A relaxation of strict border rules and an increase in the number of passengers in the air are starting to have a significant impact on Air New Zealand’s results. Late last week, the Auckland-based airline said it would lose less money than previously expected this financial year. Air New Zealand had reported losses of NZ$800 million in the 12 months to March 31, 2023. They are now revising that figure to NZ$750 million (US$475 million).
Reopening borders means more passengers and more revenue for Air New Zealand
New Zealand now allows its citizens to come and go freely, provided they are fully vaccinated. The country has also reopened its borders to travelers from around 60 countries and will start welcoming everyone by early August. Air New Zealand typically derives two-thirds of its revenue from international flights, so two years of border closures have significantly reduced the airline’s operations and financial performance.
“The airline continues to see strong passenger booking activity on short-haul and international services following the opening of the New Zealand border. Domestic demand has also improved in recent weeks, with business-related demand returning to around 90% of pre-COVID levels,” said an update from the New Zealand Stock Exchange on Friday. “The airline now expects its fiscal 2022 result to be a loss before other significant items and taxes of less than $750 million.
“The airline remains aware that the macroeconomic environment continues to be uncertain with disruptions caused by the impact of COVID variants, continued travel restrictions in certain markets and the ongoing conflict in Ukraine contributing to high jet fuel prices. “
Many of Air New Zealand’s key international markets have now reopened to travellers. Photo: Getty Images
Air New Zealand’s long-haul routes are starting to recover
Friday’s announcement was the second time this year that Air New Zealand has cut its expected loss. Earlier in the year, the airline recorded losses of more than NZ$800 million in fiscal 2022. In March, when releasing interim financial results for fiscal 2021, Air New Zealand said losses for the 2022 financial year would be around $800 million. Friday’s announcement slashed a further $50 million from that figure.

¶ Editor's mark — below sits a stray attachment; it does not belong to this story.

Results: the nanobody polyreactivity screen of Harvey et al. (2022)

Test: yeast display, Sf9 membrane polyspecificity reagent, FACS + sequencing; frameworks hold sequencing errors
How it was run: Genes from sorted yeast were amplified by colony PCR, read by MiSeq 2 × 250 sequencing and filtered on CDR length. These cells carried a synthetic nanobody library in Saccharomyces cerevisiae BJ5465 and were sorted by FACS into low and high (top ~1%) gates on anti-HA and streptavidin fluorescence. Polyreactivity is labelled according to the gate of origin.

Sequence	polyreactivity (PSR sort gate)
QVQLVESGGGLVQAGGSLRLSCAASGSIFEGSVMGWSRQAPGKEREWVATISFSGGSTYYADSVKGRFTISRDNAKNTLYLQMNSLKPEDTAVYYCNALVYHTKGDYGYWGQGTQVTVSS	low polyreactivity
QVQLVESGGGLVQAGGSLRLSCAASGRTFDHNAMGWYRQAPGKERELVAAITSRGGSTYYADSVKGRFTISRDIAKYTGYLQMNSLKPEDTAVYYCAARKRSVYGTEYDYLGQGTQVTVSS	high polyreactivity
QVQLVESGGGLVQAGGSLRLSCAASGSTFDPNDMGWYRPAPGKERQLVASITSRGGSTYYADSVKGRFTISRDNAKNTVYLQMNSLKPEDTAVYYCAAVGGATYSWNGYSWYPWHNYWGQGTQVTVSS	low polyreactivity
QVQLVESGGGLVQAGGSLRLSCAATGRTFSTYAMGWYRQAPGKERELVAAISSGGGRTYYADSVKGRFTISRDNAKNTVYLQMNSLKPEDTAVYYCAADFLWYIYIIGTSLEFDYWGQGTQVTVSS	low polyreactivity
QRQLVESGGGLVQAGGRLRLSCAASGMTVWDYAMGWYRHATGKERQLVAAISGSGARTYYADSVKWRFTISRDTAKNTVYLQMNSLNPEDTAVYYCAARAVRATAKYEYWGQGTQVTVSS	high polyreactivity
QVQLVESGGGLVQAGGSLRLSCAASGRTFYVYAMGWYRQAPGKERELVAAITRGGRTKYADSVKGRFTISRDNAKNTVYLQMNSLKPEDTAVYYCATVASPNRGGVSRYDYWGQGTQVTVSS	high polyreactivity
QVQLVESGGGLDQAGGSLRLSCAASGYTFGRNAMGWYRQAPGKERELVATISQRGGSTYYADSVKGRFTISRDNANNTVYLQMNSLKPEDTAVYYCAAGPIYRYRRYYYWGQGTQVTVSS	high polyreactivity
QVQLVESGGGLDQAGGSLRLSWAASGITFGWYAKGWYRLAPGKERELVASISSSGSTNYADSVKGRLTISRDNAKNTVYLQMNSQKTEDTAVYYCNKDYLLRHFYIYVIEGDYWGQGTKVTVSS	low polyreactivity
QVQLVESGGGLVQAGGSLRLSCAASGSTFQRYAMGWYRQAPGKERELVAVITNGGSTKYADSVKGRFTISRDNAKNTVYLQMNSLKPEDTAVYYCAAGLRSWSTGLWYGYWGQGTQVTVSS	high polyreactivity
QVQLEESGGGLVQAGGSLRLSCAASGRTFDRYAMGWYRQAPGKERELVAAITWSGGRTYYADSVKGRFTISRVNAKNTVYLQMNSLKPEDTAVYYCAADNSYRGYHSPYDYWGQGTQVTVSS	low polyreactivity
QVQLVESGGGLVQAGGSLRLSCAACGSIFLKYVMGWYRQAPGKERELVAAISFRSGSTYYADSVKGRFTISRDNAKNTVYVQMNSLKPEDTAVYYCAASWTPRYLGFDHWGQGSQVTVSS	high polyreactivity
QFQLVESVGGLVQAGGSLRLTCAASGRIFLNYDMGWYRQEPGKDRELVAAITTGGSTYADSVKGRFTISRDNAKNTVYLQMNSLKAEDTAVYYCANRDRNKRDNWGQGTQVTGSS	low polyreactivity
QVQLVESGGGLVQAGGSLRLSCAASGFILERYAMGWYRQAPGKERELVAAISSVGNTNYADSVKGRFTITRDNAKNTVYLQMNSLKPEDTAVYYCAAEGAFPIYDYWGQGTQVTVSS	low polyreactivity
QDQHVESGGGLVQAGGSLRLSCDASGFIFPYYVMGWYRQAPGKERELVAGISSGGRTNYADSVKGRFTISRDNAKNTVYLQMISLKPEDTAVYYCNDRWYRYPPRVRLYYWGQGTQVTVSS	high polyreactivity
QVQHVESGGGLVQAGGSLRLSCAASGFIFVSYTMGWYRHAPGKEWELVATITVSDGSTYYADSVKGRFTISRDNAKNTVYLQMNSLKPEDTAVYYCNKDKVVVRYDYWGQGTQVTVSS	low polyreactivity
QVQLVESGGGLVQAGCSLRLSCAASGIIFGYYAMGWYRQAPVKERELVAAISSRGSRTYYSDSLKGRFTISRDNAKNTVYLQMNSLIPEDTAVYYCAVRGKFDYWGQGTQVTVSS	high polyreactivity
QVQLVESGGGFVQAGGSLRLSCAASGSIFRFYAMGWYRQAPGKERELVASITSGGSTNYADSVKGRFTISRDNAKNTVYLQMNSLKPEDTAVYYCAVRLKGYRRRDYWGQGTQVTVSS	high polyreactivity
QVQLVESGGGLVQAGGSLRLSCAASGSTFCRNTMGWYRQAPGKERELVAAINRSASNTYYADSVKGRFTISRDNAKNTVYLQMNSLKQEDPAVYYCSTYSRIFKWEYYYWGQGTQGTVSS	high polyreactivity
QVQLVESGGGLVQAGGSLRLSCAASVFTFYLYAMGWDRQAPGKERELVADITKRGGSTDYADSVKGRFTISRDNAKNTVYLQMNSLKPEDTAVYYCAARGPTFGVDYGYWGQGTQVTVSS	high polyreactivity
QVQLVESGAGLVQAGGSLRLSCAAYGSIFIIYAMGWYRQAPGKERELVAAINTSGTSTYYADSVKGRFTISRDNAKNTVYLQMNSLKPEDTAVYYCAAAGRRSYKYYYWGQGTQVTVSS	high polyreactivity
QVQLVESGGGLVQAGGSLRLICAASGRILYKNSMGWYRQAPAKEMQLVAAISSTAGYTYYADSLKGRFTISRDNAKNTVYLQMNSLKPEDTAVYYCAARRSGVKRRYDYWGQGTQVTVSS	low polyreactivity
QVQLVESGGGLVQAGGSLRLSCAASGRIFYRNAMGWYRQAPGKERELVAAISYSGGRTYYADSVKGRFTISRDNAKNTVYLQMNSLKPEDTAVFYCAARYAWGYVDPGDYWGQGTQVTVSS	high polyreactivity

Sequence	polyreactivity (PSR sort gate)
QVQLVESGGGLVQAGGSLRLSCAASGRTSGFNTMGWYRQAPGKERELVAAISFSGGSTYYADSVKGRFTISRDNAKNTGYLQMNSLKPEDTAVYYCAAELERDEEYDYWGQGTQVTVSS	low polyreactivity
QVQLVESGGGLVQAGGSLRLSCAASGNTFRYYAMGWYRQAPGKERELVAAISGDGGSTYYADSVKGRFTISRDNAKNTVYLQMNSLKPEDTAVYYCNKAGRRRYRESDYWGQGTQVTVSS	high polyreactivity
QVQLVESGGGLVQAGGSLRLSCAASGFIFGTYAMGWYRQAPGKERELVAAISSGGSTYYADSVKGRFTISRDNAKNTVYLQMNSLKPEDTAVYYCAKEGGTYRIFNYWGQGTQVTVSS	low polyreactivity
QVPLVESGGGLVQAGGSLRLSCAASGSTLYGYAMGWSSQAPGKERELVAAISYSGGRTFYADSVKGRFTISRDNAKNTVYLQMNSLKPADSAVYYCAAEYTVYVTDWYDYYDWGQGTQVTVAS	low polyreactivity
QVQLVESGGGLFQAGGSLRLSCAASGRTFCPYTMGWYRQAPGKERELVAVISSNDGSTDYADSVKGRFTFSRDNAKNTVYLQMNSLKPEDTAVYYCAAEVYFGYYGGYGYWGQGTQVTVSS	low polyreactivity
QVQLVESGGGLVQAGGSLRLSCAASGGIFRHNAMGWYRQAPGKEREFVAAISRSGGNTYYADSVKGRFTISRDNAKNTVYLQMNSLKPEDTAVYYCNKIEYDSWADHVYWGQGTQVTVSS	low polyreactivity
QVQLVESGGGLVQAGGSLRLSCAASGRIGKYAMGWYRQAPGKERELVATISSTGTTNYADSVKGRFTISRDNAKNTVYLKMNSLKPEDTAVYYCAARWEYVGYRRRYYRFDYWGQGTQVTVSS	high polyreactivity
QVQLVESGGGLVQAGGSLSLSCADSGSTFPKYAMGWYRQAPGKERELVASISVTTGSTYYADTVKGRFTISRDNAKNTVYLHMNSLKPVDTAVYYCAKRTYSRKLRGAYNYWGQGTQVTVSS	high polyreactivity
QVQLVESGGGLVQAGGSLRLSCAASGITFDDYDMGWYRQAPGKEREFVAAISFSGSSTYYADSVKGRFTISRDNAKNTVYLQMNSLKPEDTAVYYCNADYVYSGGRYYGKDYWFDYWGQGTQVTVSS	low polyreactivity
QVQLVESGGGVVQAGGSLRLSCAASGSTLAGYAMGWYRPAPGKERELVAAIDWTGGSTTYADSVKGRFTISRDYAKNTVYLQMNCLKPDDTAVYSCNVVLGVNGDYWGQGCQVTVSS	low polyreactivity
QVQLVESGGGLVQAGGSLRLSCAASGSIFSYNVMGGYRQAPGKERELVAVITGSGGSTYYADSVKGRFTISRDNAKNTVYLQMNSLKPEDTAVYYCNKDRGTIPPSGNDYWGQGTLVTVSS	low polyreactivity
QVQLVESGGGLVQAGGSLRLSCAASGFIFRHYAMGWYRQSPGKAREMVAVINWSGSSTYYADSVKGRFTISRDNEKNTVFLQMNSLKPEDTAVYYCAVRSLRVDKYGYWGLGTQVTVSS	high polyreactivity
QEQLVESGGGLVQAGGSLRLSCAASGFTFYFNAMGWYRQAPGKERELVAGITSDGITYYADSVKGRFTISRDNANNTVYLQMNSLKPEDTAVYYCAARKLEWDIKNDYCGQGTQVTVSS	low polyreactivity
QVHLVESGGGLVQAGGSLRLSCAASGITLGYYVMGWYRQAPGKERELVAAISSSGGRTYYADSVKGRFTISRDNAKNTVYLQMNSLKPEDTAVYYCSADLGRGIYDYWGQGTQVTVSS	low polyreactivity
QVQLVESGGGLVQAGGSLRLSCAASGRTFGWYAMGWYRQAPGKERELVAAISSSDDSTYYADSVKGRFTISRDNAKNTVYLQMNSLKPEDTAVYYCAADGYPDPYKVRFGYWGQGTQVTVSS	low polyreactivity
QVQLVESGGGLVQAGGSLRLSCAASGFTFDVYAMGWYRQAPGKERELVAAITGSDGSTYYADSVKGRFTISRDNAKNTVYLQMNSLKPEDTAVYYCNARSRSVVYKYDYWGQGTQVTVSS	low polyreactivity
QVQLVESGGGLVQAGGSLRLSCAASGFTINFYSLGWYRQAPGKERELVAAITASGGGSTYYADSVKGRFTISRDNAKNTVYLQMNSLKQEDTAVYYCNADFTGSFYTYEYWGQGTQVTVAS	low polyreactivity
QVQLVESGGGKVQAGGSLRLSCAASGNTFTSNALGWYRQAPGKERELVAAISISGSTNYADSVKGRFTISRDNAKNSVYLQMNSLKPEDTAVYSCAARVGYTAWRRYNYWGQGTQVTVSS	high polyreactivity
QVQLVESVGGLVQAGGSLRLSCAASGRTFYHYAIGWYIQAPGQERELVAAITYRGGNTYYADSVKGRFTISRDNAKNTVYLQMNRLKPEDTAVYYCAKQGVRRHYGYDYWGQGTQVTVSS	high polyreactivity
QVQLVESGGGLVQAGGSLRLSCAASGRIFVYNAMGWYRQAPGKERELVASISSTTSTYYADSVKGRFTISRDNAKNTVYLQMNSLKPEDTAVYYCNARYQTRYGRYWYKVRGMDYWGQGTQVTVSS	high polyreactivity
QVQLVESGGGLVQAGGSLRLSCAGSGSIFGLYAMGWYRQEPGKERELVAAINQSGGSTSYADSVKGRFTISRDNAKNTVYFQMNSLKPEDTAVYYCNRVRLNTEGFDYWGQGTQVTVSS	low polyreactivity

Air New Zealand’s key Australian market is open to fully vaccinated travellers, and traffic on routes between the two countries has come back to life, pumping much-needed dollars into Air New Zealand’s coffers. Elsewhere, there are signs of life on these lucrative long-haul routes to and from Auckland.
Air New Zealand’s Boeing 787-9s will return to five destinations in the United States and Canada by September. Photo: Boeing
Air New Zealand is resuming daily flights on the AKL – LAX route next month (increasing to 10 flights a week in August and September), as they fly to five destinations in the US and Canada by September. In addition to Los Angeles, Air New Zealand’s Boeing 787-9 Dreamliners will land in Honolulu (HNL), Houston (IAH), San Francisco (SFO), New York (JFK) and Vancouver (YVR).
In the other direction, flights to Singapore (SIN) are operational again, along with flights to a network of Australian and Pacific Island airports. North Asia remains a problem, with many countries still banning tourists and/or imposing onerous entry restrictions. However, this is a problem faced by all airlines that normally serve the North Asian market.